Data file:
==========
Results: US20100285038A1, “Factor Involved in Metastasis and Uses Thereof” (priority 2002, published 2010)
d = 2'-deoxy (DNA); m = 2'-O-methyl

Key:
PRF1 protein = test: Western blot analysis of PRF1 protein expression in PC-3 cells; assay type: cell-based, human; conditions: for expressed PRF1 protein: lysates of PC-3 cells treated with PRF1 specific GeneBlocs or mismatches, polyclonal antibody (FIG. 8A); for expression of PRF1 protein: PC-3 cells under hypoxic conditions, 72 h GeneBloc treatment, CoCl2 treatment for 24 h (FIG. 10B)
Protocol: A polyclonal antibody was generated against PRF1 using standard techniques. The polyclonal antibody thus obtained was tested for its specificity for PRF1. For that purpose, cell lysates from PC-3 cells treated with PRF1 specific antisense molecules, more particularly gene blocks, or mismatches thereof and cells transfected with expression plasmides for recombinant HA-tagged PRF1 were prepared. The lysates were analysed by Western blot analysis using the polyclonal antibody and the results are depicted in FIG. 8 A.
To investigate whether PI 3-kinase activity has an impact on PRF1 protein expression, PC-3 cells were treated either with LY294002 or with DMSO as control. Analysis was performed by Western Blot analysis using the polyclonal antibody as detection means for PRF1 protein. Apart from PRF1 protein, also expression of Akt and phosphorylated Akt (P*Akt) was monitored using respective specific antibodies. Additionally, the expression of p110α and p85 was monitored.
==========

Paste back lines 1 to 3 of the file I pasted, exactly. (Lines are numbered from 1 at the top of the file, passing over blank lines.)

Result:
Results: US20100285038A1, “Factor Involved in Metastasis and Uses Thereof” (priority 2002, published 2010)
d = 2'-deoxy (DNA); m = 2'-O-methyl

Key: